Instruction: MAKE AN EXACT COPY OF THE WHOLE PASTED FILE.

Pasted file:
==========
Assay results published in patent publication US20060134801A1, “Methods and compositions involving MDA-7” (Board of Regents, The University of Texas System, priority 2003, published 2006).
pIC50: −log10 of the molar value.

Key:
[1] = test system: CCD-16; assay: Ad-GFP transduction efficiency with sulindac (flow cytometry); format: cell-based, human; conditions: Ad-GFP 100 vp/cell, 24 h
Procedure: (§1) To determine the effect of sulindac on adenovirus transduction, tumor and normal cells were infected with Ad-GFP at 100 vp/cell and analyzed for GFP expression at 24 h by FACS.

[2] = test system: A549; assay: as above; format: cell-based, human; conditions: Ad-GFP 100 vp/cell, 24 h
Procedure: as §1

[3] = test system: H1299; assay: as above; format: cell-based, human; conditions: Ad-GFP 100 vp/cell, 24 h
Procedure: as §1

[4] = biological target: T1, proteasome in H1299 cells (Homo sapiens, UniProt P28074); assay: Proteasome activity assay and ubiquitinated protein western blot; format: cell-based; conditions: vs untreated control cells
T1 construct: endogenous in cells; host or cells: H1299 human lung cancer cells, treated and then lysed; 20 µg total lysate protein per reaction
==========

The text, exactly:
Assay results published in patent publication US20060134801A1, “Methods and compositions involving MDA-7” (Board of Regents, The University of Texas System, priority 2003, published 2006).
pIC50: −log10 of the molar value.

Key:
[1] = test system: CCD-16; assay: Ad-GFP transduction efficiency with sulindac (flow cytometry); format: cell-based, human; conditions: Ad-GFP 100 vp/cell, 24 h
Procedure: (§1) To determine the effect of sulindac on adenovirus transduction, tumor and normal cells were infected with Ad-GFP at 100 vp/cell and analyzed for GFP expression at 24 h by FACS.

[2] = test system: A549; assay: as above; format: cell-based, human; conditions: Ad-GFP 100 vp/cell, 24 h
Procedure: as §1

[3] = test system: H1299; assay: as above; format: cell-based, human; conditions: Ad-GFP 100 vp/cell, 24 h
Procedure: as §1

[4] = biological target: T1, proteasome in H1299 cells (Homo sapiens, UniProt P28074); assay: Proteasome activity assay and ubiquitinated protein western blot; format: cell-based; conditions: vs untreated control cells
T1 construct: endogenous in cells; host or cells: H1299 human lung cancer cells, treated and then lysed; 20 µg total lysate protein per reaction